This is a chapter 2.1 summary of “Recognizing and Treating Breathing Disorders” by Leon Chaitow.
You’re Writing About DNS???!!??!
Yes, I am.
Pavel Kolar and crew actually contributed to quite a few chapters in this edition, and this one here was overall very well written. Believe it or not, it even had quite a few citations!
Why they don’t cite many references in their classes is beyond me, but that’s another soapbox for another day. Onward to a rock-solid chapter.
En utero, the diaphragm’s origin begins in the cervical region, which could possibly have been an extension of the rectus abdominis muscle. As development progresses, the diaphragm caudally descends and tilts forward. When the child is between 4-6 months old, the diaphragm reaches its final position.
Throughout this period, the diaphragm initially is used for respiratory function only. As we progress through the neonatal period (28 days), we see the diaphragm progress postural and sphincter function.
The diaphragm is integral for developing requisite stability to move. Achieving movement involves co-activation of the diaphragm, abdominal, back, and pelvic muscles. This connectivity assimilates breathing, posture, and movement. If this system develops properly, we see the highest potential for motor control.
The largest developmental changes in this system occur at 3 months. Here we see the cervical and thoracic spine straighten and costal breathing initiate. 4.5 months show extremity function differentiation, indicating a stable axial skeleton to which movement may occur.
Further progression occurs at 6 months. Here costal breathing is fully established. We also have increased diaphragm and lumbar spine stability. This part is necessary for support to occur in the quadruped position, as the proximal attachment of the psoas has a firm place to pull the baby up onto palms and thighs.
In an Ideal World
Per development, an ideal breathing pattern ought to involve the diaphragm descending in the caudal direction, with elastic recoil promoting ascension upon exhalation. As a result, the organs shift caudally as well, and the abdominal wall expands in all directions.
From a muscular perspective, we see an alternating dance of muscle activity. Inspiration requires concentric diaphragm and pelvic floor activity, which compresses the abdominal cylinder to establish intra-abdominal pressure. Ab wall expansion occurs via eccentric activity of the abdominal muscles, quadratus lumborum, spinal extensors, and hip external rotators. When we exhale, the reverse occurs: diaphragm and pelvic floor eccentrically return to their starting position and the ab wall concentrically tightens up.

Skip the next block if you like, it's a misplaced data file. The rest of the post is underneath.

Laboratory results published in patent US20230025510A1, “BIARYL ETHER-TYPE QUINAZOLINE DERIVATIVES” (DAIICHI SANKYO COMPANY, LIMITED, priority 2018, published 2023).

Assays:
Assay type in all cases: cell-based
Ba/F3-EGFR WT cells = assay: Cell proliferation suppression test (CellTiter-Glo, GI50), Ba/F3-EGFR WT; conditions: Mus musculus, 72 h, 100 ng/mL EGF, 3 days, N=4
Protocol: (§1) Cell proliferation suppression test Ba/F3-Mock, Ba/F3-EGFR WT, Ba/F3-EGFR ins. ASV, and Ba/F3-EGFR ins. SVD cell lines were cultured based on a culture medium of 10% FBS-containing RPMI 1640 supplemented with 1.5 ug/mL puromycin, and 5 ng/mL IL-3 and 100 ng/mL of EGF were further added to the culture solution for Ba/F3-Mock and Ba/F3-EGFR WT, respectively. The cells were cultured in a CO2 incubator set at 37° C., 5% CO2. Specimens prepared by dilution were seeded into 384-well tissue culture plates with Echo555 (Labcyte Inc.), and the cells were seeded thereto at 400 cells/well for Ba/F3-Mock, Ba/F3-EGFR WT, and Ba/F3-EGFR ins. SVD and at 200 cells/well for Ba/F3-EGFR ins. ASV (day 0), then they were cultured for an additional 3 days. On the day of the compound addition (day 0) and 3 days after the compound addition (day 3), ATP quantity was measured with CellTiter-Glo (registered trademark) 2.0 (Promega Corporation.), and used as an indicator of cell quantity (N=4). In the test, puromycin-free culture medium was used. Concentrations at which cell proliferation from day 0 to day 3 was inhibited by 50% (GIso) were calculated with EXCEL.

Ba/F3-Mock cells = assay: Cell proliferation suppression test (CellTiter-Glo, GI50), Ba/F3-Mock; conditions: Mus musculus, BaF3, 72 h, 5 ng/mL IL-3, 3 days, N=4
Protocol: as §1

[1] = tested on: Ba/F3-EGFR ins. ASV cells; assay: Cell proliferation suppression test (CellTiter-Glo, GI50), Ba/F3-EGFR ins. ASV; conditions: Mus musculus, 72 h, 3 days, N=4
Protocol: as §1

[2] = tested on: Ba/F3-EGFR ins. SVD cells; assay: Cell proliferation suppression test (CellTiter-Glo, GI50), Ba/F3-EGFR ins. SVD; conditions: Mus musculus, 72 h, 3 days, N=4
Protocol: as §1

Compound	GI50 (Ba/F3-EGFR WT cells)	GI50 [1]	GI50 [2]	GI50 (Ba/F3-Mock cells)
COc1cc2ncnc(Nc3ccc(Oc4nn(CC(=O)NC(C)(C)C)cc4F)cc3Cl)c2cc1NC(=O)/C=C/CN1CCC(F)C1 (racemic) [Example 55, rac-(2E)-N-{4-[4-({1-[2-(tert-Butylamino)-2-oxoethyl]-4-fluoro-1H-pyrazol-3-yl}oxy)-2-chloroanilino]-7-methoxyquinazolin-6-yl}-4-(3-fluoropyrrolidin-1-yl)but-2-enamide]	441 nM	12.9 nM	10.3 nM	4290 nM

Regarding the ribs, we can break them up into segments that do or do not attach to the sternum. The top 7 ribs usually attach to the sternum anteriorly, thus are influenced by sternal movement.
Physiologically normal breathing involves the sternum moving anteroposterior via sternoclavicular joint rotation. It is this movement that contributes to the pump-handle activity of the upper ribs.
The lower ribs laterally expand and open during inhalation, creating a bucket-handle movement. This motion occurs because the thoracic cavity expands anterolaterally by diaphragm and intercostal muscle activity.
But Life Isn’t All Love and Happiness
Breathing sometimes can occur pathologically. One example is paradoxical breathing. Here we see the diaphragm’s central tendon become fixed, leading the diaphragm to be eccentric upon inhalation and concentric upon exhalation. As a result, the lower ribs cranially elevate and intercostal spaces narrow. Accessory muscles begin assisting the breath, creating upper rib elevation.
Because the diaphragm does not assist postural stabilization as well, the paravertebral muscles kick into overdrive to keep us upright.
The sternum begins moving cranio-caudally, the acromioclavicular joint moves instead of the sternoclavicular joint. This change is one reason why we see shoulders elevate with accessory breathing. Hence, we can see why thoracic position is important for creating an ideal environment to breathe in.
These changes can correlate to pain states. In people with chronic low back pain, Pavel Kolar found increased flattening of the diaphragm’s lumbar portion. Another study demonstrated that decreased diaphragm activity during trunk stabilization posed a greater risk for developing low back pain.
The diaphragm can play a large influence on the viscera not only from an intra-abdominal pressure perspective but with digestion as well.
The diaphragm influences eating via the vagus nerve. In order for a bolus to reach the stomach, the diaphragm’s crural portion must relax. The reverse occurs when intragastric pressure must be attained, such as when the esophagus closes off from the stomach contents. So we can see that if diaphragm activity is not up to par, there is an increased risk of gastro-esophageal refux disease occurring.